Grace Slick’s songs were tough, wild, smart, not passive. She had edge. And she certainly was not bowing down and letting anyone tell her what to do.
I don’t think it’s far-fetched to say that I heard something of the over-the-top elements of Rob Halford’s singing in Judas Priest in the extent to which Slick pushed her voice as far sonically as she could. Maybe I’m the first person ever to compare Slick and Halford? But it made sense to me then, and still does.
Plus, I have to admit it didn’t hurt that she looked, like, well, like Grace Slick, former model stepped over to a rebellious, liberated life.
For awhile, the only Airplane album I had was the collection of hits, The Worst of Jefferson Airplane. When I crossed into buying the original albums is something else I don’t know. Some time late in high school would be my guess.
After Bathing at Baxter’s isn’t Jefferson Airplane’s best record (that’s Volunteers), and it doesn’t have their biggest hits on it (that’s Surrealistic Pillow). But it’s the one that meant the most to me.
The album, especially the first side, was as risky musically as anything I’d heard and was still tuneful. The strange tone of the instruments felt like an odd combination of amateurish and experimental. Jack Casady and Jorma Kaukonen in particular made the sonic textures of the band startling. Kaukonen was one of the best guitarists in 60s rock and roll, something that doesn’t get said often enough. The weirdness, the sound experiments, and the consistent rocking edge of the record made it something I played over and over, especially in my first year or two of college. The band had four, yes, four, singers ranging from brilliant to capable, each of whom plays on that record an important role in the overall vocal ensemble.
Slick’s lyrics on “Rejoyce” were even farther out than most of her songs, and she referenced James Joyce. Then and now I can still get chills from the way she sings “It all falls apart” at the end of the song. And yes, I knew who Joyce was, very well. In high school I’d done a senior lit presentation on Finnegan’s Wake.
Although Jefferson Airplane had had pop hits, other than the tunefulness there wasn’t anything significantly pop about After Bathing at Baxter’s. It was a record by a rock band trying to push past what was acceptable.
Jefferson Airplane was also the first band for whom I started doing something that I did for a few years: writing down the lyrics in order to know what they were and to try and decipher their meaning. At that time, you couldn’t just look a song up on the Internet. If you wanted to know the words, you had to listen.
And no, taking drugs had nothing to do with why I liked them, earlier or later. Aside from occasional experiments, my drug of choice in high school, and mostly even in college, was beer.
I was veering further into territory that felt to me experimental and exploratory and not at all in tune with the American normalcy that I felt all around me.
10 (Rock) Albums That Made My Sense of Music What It is
3) Sad Wings of Destiny, Judas Priest
One more choice from junior high, the very end of it.
I have no memory of how I got from Black Sabbath to Judas Priest. Record store browsing seems most likely, but honestly I don’t know.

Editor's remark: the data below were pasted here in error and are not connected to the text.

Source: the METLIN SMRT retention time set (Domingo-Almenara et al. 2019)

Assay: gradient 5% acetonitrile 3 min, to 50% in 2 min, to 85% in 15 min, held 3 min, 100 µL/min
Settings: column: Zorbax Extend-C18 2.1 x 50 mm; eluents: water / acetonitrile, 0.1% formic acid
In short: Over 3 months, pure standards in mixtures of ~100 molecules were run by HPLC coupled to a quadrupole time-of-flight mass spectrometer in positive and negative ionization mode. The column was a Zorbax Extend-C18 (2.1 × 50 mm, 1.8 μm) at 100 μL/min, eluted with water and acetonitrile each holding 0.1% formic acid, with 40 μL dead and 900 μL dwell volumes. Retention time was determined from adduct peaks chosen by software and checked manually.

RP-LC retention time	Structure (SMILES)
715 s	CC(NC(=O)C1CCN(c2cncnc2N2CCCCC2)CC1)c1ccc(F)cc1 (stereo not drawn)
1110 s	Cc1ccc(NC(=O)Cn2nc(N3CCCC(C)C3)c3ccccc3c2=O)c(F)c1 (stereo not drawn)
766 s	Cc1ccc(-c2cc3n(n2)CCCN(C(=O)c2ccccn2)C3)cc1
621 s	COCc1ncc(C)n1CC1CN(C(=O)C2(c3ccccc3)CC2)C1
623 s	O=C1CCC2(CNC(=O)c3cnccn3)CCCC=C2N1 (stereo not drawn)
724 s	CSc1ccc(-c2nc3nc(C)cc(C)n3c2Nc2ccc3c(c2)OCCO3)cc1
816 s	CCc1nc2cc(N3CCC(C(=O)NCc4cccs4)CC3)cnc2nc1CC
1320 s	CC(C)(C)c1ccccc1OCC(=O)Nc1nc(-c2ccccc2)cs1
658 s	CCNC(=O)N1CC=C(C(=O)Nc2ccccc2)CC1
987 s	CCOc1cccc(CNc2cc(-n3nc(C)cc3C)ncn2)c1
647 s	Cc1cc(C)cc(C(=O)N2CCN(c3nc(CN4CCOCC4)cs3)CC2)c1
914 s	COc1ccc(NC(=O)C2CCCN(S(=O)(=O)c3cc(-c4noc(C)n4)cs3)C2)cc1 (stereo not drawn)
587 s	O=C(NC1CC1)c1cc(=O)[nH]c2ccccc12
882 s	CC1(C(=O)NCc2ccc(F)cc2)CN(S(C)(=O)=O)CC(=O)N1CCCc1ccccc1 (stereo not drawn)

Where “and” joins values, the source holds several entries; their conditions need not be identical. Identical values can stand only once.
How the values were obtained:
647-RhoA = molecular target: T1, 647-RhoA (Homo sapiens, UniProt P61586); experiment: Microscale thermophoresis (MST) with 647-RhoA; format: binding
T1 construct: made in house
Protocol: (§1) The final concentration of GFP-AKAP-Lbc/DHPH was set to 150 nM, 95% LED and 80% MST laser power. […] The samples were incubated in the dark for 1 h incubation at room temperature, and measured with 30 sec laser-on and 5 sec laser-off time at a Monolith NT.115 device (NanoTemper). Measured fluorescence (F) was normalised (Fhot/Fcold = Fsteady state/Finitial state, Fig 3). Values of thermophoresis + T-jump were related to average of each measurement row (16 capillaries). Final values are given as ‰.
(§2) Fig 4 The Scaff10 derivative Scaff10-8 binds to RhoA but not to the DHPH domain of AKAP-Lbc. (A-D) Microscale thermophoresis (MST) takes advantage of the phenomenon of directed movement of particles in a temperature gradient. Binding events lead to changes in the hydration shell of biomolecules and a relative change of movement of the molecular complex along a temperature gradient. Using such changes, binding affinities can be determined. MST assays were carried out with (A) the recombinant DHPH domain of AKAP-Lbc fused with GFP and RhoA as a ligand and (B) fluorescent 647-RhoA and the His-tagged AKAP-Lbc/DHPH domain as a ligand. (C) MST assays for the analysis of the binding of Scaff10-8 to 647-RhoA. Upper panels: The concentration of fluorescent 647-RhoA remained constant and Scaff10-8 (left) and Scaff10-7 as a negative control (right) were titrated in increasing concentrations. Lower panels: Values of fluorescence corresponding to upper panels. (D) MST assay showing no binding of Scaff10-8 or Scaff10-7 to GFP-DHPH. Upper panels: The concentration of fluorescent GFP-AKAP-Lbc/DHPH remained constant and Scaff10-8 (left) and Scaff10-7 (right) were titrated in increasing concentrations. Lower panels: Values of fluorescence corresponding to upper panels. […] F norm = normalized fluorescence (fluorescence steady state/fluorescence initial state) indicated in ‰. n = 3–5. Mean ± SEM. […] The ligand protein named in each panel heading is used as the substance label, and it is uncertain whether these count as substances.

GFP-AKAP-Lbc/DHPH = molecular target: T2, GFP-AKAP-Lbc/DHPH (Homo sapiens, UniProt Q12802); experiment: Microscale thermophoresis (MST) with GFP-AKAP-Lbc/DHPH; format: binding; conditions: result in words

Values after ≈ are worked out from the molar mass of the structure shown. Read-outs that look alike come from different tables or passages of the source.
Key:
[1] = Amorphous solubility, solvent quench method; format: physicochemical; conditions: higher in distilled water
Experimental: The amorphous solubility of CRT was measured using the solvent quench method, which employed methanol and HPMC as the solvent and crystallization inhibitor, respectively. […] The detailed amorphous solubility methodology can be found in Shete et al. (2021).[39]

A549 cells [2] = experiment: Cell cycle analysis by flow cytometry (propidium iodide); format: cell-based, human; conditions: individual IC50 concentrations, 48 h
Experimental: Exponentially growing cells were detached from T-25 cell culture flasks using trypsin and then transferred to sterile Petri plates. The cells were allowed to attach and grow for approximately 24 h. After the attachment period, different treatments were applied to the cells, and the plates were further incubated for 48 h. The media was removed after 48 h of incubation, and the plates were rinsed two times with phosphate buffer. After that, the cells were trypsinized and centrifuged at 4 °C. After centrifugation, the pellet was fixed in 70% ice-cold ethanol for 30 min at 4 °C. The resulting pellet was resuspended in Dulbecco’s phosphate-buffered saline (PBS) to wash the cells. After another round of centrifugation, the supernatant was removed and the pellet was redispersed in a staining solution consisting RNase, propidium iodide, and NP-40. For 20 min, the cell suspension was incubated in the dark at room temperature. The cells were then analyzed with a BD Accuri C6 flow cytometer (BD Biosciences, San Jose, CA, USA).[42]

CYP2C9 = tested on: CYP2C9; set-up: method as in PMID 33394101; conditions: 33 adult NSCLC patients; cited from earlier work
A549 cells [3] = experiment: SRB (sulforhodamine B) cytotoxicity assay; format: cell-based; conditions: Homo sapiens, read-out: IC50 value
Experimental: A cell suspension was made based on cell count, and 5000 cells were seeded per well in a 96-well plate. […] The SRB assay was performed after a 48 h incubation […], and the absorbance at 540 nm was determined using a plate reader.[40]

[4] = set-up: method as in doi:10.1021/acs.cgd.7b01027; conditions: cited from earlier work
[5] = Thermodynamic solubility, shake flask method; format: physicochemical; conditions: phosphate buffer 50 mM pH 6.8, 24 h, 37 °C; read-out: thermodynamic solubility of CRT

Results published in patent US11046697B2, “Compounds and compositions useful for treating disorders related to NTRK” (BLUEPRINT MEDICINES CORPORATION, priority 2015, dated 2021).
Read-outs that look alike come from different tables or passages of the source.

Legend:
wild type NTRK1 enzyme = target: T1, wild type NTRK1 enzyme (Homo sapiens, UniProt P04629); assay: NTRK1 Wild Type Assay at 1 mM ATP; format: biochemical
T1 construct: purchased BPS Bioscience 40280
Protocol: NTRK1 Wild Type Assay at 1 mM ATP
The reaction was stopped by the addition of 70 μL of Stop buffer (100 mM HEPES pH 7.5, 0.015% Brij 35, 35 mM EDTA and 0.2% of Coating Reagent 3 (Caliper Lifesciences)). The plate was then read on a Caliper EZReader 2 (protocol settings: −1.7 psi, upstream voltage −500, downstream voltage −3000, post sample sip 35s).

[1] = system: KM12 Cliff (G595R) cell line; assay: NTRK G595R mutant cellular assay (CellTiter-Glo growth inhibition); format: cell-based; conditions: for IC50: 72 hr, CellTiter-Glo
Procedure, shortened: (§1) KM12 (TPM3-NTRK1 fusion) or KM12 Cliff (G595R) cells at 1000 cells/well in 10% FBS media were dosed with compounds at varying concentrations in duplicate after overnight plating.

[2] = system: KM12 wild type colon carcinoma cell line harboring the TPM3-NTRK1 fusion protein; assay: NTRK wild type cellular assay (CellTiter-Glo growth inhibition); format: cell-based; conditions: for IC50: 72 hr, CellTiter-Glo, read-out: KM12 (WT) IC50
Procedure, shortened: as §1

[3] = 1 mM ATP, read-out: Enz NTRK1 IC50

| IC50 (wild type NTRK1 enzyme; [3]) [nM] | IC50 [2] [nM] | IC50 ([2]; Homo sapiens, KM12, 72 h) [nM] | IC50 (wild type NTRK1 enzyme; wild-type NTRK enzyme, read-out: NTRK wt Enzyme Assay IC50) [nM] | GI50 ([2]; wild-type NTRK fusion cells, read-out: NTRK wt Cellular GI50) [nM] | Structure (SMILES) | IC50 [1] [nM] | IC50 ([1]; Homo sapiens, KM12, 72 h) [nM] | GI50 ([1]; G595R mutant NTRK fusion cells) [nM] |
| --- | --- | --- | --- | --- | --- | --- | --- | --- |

I’m also not sure I can explain adequately why, in high school, I preferred Judas Priest to Black Sabbath, who in many ways is a more important band, or why Judas Priest became my favorite band for most of my high school years.
Black Sabbath sounded a little more earthy, a more hippy-influenced metal that was still somehow on the cusp between folk rock peasant and modern rock factory worker. Judas Priest was flamboyant, textured, excessive, a different kind of metallic, technology going straight into the science fiction age. Plus, by Sin After Sin and especially Stained Class, they played faster. Although Black Sabbath would try to get up to speed on their 1980 record Heaven and Hell, they never really did.
Sad Wings of Destiny, though, wasn’t yet Judas Priest as sleek new metal. Black Sabbath was horror, but Sad Wings of Destiny was Gothic, a huge cathedral with big soaring melodies like big soaring spires, the first side especially. “Victim of Changes,” with its wild vocal assault, to “The Ripper” (about you know who), to the astonishing “Dreamer Deceiver” / “Deceiver”: the trajectory featured a range of sonic textures that was overpowering. And if the second side was a little less great, it had driving rhythm section and guitar power power and lyrics that (yes, like Black Sabbath) told mythological stories about political oppression.
I guess, throughout high school, I just felt a greater range of sonic pleasure in Judas Priest’s records than I got from Black Sabbath. The crazily excessive (and sometimes imperfectly crafted) singing seemed nearly impossible. That twin guitar sound was also a real joy; the huge sweeping grace of Tipton with the clipped churning of Downing in counterpoint.
I was a big fan of much of the popular hard rock of that era: Led Zeppelin certainly. Aerosmith. AC/DC. Van Halen--playing as an opening act--was fantastic the first time I heard them live, making the show of headliner Ted Nugent seem irrelevant. Their first record, which when it came out I and my friends played a lot on a trip to the beach at Ocean City, Maryland, could almost make my list here, but not quite.
But liking those bands just made me part of the suburban social environment around me, while liking Judas Priest distinguished me from it. I wanted to be part of that environment at times, but maybe more, I wanted out of it.
Also, even in high school I was never a huge fan of the “cock rock” macho that characterized the more mainstream hard rock lyric. I didn’t personally relate to that kind of thinking about girls and women. I’m not saying I thought those songs were “sexist”--I was in high school in the late 70s Maryland suburbs, and I doubt anyone I knew ever even said the words “sexist” or “feminism.” But I didn’t think of women as targets for my sexual desire; I tended to long for romantic love more than sex as such. Frankly, I thought that love was maybe a pretty neat possibility.